Fate/Extella Link is a great game, reassuring its own identity in the hack-n-slash/action genre, with a very fun combat system and a story on par with other things in the franchise, allowing it to go toe-to-toe with similar games and even claim a few wins on this war for the player's attention.
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While the core gameplay is more or less the same, all of the extra added features, not to mention the added 10 playable characters, Fate/Extella Link is a remarkable experience and one I thoroughly enjoyed. In terms of story, writing and visual effects, fans of the Musou genre should definitely check this title out.
Fate/Extella Link is proof that an idea can succeed over time, even if it doesn’t exactly catch on at first. It’s totally okay to jump in and have fun here with all the interesting characters, but it’s also a heck of a ride to try and take in all the context.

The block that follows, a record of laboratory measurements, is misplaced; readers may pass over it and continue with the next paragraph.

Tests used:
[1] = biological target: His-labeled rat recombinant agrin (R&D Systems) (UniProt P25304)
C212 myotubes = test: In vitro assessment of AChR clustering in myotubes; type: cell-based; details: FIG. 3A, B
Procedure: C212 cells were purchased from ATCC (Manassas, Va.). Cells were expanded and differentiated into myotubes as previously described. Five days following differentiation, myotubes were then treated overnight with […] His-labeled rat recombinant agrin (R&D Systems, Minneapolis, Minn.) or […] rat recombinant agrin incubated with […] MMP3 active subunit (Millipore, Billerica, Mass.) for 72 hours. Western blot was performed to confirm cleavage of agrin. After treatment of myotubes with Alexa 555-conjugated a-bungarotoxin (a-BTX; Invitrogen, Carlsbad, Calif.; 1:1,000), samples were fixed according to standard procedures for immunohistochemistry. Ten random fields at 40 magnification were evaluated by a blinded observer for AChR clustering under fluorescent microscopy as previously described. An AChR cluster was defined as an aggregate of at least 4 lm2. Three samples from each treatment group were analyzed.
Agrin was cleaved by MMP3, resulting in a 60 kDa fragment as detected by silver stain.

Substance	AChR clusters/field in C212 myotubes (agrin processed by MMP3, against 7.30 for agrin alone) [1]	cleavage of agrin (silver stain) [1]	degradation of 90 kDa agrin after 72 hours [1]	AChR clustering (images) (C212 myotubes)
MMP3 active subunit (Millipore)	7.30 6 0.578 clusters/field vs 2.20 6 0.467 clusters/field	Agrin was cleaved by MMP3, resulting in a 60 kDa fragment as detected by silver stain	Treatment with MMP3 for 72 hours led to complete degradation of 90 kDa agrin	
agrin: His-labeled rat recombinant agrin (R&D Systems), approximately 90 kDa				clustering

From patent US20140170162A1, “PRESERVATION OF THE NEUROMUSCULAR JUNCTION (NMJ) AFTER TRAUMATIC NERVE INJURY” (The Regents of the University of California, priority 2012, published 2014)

Despite a shorter campaign, Fate/Extella Link feels considerably better to play than Fate/Extella: The Umbral Star with some great gameplay improvements and smart quality-of-life features.
Whether you are a fan of the series or not, Fate/EXTELLA LINK is rather fun, it's filled to the brim with action, and allows for fans both new and old to familiarize themselves with a healthy roster of well-established servants. It ensures that no one encounter will ever be experienced exactly the same and sets itself leagues ahead of some of its competitor titles, making it an absolute must-have for Musou fans.
This entry is a giant leap forward with what we saw in the previous game, and with some slight revisions and changes to certain mechanics, we could be looking at a contender for the best Musou around in future installments. For now, Fate/EXTELLA Link is a great game and exists for that core purpose I mentioned at the beginning… let’s just have some fun!
You won’t find the same epic scale of storytelling here as in its predecessor, but Fate/Extella Link excels with superb battles and sets down the groundwork for what could be an even better sequel.